Coffee has had a major impact on Kona’s history


Old Pineapple Cannery

(Kona Pacific Farmers Cooperative)

A familiar landmark on lower Napoopoo Road is the old coffee mill, originally built to process pineapple, a crop that never became a commercial success in Kona. The man behind this scheme was W.W. Bruner, who came to Kona as a road builder in the 1890s. He later started a pineapple plantation and built his pineapple cannery in 1900 or 1901. When his venture failed, Captain Cook Coffee Co. bought the building and converted it to a coffee mill in 1909. Portions of this mill are still in use as part of the Kona Pacific Farmers Cooperative, which has processed Kona coffee and macadamia nuts at the mill since 1956.

The Royal Aloha Coffee Mill Museum attached to the old mill is open to the public. Old photographs illustrating the history of Kona coffee and a Japanese bottle collection are on display. Boom or bust coffee prices have affected coffee farmers in Kona for more than 150 years. When coffee prices were high, companies formed large plantations and planted thousands of acres of coffee.

In 1898, just when production was booming, the price of coffee dropped from 27 cents a pound to 15.8 cents. Practically overnight, large plantations collapsed and were broken into small parcels of land. This was an opportunity for Japanese and Portuguese laborers to lease 3- to 5-acre plots, paying rent with a percentage of the coffee crop, typically half the crop.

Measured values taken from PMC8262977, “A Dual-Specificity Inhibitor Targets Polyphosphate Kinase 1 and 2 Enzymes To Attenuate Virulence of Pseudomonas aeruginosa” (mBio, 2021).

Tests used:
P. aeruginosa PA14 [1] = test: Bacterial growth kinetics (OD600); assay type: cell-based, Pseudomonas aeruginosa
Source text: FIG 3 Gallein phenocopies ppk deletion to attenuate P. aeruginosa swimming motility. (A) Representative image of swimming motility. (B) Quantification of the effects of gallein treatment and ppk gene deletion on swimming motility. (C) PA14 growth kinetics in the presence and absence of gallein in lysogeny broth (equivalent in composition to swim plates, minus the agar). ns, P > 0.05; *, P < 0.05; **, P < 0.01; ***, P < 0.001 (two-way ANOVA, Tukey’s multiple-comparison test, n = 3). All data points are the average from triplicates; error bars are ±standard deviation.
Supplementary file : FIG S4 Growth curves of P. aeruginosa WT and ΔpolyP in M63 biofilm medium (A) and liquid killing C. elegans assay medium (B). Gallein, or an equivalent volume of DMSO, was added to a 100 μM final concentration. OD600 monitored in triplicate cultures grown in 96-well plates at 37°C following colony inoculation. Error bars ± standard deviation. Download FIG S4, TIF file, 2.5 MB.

There were always problems. In the 1850s, white scale blight attacked the coffee orchards, and many early plantations failed. In 1905, green scale blight and sooty molds ruined Kona crops. Desperate farmers washed their coffee leaves by hand with soapy water or kerosene emulsion to save the trees. During World War I, coffee could not be shipped to the mainland because of shipping shortages. During the Great Depression, coffee prices plunged, and many farmers faced financial ruin.

Kona coffee’s ups and downs have had a major impact on this district’s history. Fortunately happy days are here again for coffee farmers.

Copyright 1998 Kona Historical Society. Reprinted by permission.